- The document ‘should be signed by the executor in the presence of two attesting witnesses, and countersigned by the jurisdictional Judicial Magistrate First Class (JMFC), so designated by the concerned District Judge.
- The JMFC also has archival and dissemination responsibilities. S/he will preserve one copy in both paper and digital format, hand over one copy to the Registry of the jurisdictional District Court and inform the immediate family members about the existence of this document. One copy will also be handed over to the competent (designated) officer of the local authority (Municipal Corporation/Municipality/Panchayat) and one to the family physician if any.
- In the event of terminal illness, the physician concerned must ‘ascertain the genuineness and authenticity thereof from the jurisdictional JMFC before acting upon the same’.
The difficulties inherent in the SC mandated procedure are self-explanatory, but need to be specified:
- The requirement for a detailed statement of circumstances in which WH/WD can take place is problematic. It requires fairly sophisticated medical knowledge and is difficult for the average citizen. It is important to reiterate a statement made above: the fundamental common law and constitutional principle is that any authentic expression of an individual’s wishes with regard to his/her health care must be respected. As of now, we endorse the Supreme Court’s view that this will have to be embodied in a written document, but we believe that further specification is unnecessary. Instead, a simple statement declaring the individual’s desire not be submitted to life-sustaining treatment in the event of a terminal illness or other state resulting in the permanent loss of consciousness (for example, brain stem death, persistent vegetative state, coma) should suffice.
- The requirement for a JMFC’s validation of the executor’s signature is onerous. Other legal documents in India, such as testamentary documents, do not require a similar endorsement. A notary’s confirmation of an advance medical directive should suffice. The requirement for two witnesses however is a worldwide standard for this kind of document and should be retained.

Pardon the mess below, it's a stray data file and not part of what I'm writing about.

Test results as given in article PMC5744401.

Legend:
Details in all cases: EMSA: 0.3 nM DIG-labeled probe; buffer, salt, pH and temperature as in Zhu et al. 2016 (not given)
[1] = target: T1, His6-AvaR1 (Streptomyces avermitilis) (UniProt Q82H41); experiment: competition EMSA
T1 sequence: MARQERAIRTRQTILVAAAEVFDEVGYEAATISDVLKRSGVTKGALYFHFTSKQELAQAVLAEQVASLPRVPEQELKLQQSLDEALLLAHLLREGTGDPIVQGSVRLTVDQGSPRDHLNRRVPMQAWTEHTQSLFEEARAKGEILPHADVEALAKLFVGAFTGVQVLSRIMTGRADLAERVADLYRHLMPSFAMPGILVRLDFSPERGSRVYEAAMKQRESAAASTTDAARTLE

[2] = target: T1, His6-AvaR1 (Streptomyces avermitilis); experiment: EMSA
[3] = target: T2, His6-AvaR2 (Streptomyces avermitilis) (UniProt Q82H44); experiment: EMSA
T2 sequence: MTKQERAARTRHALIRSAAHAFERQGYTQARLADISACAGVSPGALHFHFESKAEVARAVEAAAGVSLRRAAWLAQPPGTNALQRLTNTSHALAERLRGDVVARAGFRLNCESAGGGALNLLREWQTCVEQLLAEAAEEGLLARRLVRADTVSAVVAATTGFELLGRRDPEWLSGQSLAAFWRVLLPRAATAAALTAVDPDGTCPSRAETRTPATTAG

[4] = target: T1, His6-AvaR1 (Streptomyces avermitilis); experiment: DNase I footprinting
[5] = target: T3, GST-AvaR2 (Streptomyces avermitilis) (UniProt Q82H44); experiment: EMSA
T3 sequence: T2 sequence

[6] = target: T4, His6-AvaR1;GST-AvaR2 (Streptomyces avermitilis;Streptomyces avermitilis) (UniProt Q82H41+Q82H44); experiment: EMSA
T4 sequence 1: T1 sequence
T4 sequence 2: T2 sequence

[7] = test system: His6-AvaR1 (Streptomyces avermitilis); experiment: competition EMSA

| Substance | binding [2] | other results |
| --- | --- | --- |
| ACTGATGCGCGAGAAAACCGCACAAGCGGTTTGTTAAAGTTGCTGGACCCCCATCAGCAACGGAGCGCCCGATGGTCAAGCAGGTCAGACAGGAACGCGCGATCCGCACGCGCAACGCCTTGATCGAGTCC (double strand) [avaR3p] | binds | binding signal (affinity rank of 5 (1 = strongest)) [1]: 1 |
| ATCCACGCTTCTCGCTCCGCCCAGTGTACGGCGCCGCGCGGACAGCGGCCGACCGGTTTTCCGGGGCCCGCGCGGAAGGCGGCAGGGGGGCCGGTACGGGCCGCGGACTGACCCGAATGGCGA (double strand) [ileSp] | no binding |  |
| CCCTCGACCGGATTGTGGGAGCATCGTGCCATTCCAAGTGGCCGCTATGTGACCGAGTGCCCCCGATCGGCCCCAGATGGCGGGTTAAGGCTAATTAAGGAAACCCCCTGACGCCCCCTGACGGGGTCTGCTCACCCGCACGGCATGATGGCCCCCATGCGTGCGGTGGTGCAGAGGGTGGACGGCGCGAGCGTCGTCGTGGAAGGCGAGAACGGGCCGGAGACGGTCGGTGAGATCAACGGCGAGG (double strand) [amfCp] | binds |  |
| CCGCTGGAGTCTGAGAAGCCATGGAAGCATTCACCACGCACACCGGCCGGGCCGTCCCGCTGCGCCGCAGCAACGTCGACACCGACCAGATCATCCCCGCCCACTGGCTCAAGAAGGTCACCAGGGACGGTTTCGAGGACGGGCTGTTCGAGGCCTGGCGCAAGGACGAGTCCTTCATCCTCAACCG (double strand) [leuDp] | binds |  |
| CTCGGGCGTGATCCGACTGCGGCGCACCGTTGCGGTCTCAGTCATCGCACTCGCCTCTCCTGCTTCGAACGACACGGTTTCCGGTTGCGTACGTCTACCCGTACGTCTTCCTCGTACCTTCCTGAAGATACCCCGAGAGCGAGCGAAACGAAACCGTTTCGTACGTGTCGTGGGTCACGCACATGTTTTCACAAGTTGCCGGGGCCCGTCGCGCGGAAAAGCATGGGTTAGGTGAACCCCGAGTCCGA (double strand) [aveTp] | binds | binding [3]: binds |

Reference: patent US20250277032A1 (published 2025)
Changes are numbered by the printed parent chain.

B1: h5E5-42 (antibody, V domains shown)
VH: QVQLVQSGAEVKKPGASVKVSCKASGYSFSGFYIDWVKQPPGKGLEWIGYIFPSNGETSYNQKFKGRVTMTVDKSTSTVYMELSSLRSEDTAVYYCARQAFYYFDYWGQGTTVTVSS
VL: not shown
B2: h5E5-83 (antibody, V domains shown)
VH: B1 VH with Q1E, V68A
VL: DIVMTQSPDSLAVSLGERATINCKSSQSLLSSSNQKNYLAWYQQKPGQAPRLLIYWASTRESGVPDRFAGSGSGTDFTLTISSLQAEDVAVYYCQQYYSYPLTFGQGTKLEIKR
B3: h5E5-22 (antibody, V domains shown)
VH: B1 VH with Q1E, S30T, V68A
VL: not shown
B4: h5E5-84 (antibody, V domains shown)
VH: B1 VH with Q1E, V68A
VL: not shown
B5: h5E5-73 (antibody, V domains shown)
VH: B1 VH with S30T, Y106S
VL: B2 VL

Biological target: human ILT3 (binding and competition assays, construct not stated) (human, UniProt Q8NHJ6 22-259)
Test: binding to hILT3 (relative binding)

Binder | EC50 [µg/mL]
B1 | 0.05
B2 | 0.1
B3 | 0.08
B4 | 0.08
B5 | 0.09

- The subordinate judiciary is overburdened and the archiving and dissemination responsibilities in relation to Advance Medical Directives required of it by the Supreme Court are likely to be difficult to implement.
- Additionally, such archiving and dissemination is highly likely to lead to situations in which the individual’s privacy can be violated. However, in keeping with the spirit of Advance Care Planning, the executors of advance directives should be encouraged to share these documents with their family physicians, family members, as well as persons appointed as their healthcare power of attorney.
The Indian Association of Palliative Care respectfully appeals to the Hon’ble Supreme Court to consider the procedural alterations that we have suggested in keeping with national and international professional consensus and jurisdictions elsewhere in the world.
Mary Ann Muckaden
President, Indian Association of Palliative Care